Rich nations have been divided over surcharges. With Ukraine now among the top surcharge payers, following civil society criticisms, the Biden administration’s refusal to review surcharges in 2022 was heavily criticised by the US Congress.
IMF fiscal austerity measures of the 1980s returned with a vengeance after the 2008 global financial crisis, and then again during the Covid-19 pandemic from 2020. Most Fund loans require cutting the public sector wage bill (PSWB), the budget line to pay employees.
Most wage earners in many LICs, including nurses, teachers and other social service workers, work for the state, directly or indirectly. Although much needed, these employees have been more likely to be targeted by such budget cuts.
PSWB cuts may involve hiring or wage freezes, or limiting, or even cutting wages. These inevitably undermine government capacities and services. Fiscal consolidation has also involved raising more indirect, consumption taxes, and tax exemptions, e.g., for essential goods such as food.
In 38 countries with over a billion people, loan conditionalities during 2020-22, the three years of the Covid-19 pandemic, meant regressive tax reforms and public spending cuts. PSWB and fuel or electricity subsidy cuts are also common demands worsening economic contractions.
Austerity bound to fail
But the IMF’s own research suggests such austerity policies are generally ineffective in reducing debt, their ostensible purpose. The April 2023 IMF World Economic Outlook acknowledged austerity programmes and fiscal consolidations “do not reduce debt ratios, on average”. Yet, its Fiscal Monitor still demands “fiscal tightening” of most developing countries.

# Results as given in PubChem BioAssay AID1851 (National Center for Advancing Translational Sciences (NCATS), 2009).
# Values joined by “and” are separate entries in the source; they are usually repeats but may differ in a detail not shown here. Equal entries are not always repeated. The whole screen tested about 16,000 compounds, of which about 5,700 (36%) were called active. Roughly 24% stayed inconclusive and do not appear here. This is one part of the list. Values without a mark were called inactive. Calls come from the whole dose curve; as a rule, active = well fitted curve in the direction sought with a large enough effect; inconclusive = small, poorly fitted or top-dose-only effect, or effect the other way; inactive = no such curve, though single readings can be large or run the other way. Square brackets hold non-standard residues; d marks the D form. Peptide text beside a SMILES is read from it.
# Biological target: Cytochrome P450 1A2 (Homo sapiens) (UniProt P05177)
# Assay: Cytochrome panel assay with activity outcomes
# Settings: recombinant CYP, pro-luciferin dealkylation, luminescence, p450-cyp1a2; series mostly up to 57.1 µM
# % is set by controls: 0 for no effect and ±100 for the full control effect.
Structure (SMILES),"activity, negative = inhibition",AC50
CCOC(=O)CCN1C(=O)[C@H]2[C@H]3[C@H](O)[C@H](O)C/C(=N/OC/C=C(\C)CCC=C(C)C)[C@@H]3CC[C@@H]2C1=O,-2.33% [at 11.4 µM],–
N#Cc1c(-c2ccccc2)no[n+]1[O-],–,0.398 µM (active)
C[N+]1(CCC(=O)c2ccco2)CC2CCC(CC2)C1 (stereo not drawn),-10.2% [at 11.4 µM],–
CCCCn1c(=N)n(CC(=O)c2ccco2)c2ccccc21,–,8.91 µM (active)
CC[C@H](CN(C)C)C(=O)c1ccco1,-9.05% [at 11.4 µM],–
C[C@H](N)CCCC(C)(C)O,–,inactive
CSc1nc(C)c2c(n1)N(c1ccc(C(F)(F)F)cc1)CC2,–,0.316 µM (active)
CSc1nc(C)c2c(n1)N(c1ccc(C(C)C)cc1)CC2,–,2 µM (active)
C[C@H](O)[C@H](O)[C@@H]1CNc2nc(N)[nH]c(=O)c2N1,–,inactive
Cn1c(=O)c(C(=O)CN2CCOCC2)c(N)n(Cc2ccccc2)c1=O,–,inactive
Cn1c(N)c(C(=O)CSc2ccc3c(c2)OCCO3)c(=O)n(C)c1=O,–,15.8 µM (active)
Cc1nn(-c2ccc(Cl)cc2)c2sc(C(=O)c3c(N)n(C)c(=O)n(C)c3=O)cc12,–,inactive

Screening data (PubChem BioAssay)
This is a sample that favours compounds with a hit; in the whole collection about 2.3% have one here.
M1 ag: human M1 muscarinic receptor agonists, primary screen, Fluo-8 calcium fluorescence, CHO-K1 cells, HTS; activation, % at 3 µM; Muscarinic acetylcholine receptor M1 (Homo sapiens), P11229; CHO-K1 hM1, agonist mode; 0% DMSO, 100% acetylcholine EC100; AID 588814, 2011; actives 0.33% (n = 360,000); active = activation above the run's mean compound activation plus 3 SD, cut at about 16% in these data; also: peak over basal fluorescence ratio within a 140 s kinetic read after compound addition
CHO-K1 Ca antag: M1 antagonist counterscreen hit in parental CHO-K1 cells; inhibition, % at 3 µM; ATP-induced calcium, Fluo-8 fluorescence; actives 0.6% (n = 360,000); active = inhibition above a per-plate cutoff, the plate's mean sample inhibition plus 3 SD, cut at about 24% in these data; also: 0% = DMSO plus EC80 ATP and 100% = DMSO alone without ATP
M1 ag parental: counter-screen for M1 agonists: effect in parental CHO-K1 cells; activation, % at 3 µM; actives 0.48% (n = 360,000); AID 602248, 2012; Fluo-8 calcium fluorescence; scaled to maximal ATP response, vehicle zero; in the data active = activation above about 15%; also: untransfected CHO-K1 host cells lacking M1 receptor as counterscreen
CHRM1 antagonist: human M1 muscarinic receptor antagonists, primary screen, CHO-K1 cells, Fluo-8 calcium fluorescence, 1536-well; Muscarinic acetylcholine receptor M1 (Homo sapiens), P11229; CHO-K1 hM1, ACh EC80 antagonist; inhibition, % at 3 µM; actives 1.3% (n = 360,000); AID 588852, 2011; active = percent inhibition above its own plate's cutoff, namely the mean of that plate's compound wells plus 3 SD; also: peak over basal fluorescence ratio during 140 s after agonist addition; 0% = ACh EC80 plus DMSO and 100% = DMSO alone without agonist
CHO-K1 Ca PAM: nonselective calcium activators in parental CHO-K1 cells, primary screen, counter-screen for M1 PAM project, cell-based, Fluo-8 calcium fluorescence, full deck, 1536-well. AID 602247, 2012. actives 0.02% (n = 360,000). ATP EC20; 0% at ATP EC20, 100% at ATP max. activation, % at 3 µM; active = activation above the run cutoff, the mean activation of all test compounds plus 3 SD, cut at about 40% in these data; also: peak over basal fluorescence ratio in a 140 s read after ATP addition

The new IMF-World Bank debt sustainability framework sets the LICs’ external debt-to-GDP ratio limit at 30% or 40%. It insists debt-distressed economies must have lower ratios than ‘strong’ countries, effectively further penalising the weak and vulnerable.
Instead of enabling consistently counter-cyclical macroeconomic frameworks, the IMF’s current short-termist approach is mainly preoccupied with annual, or worse, quarterly balances, mimicking corporate reporting practices.
Such short-termism further limits fiscal space, effectively preventing or deterring public sector investments requiring longer-term macroeconomic frameworks to realise benefits. This discourages ‘patient’ medium- to long-term investments required for national economic planning and transformation, essential for sustainable development.
Restrictive debt and fiscal targets have meant even less public investment. This is typically required of borrowing countries as a credit conditionality. Annual IMF Article IV consultations cause other countries to also accept similar constraints to avoid Fund disapproval.
While a few better-off economies enjoy full employment, most countries face further economic contraction, not least due to interest rate hikes led by the US Fed and their many effects. Instead of being part of the problem, the IMF should be part of the solution.
IPS UN Bureau
© Inter Press Service (2023) — All Rights ReservedOriginal source: Inter Press Service